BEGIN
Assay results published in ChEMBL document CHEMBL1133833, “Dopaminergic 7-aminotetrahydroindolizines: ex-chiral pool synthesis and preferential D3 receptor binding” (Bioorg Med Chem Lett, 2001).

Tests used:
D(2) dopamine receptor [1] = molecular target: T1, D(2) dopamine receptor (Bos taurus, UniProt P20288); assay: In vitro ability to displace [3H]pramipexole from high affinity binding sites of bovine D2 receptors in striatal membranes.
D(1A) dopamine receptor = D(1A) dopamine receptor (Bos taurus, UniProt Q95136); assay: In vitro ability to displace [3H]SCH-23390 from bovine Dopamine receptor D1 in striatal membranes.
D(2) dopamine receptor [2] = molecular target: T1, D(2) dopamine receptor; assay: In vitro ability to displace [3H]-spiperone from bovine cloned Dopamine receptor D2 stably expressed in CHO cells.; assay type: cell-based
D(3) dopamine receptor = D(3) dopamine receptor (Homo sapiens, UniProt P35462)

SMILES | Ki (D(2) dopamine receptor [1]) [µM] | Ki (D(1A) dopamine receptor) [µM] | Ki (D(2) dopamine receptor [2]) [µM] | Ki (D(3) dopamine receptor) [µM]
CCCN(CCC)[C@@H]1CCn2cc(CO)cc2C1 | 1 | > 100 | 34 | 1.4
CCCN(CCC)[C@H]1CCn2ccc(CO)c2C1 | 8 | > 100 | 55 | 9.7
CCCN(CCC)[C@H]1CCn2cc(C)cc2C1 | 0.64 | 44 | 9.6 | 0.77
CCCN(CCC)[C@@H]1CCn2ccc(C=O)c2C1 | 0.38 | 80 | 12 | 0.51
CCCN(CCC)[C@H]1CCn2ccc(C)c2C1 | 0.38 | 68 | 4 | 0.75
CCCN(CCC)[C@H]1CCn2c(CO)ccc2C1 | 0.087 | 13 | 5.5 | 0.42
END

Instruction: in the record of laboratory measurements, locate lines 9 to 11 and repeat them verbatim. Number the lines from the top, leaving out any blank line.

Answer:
CCCN(CCC)[C@H]1CCn2ccc(CO)c2C1 | 8 | > 100 | 55 | 9.7
CCCN(CCC)[C@H]1CCn2cc(C)cc2C1 | 0.64 | 44 | 9.6 | 0.77
CCCN(CCC)[C@@H]1CCn2ccc(C=O)c2C1 | 0.38 | 80 | 12 | 0.51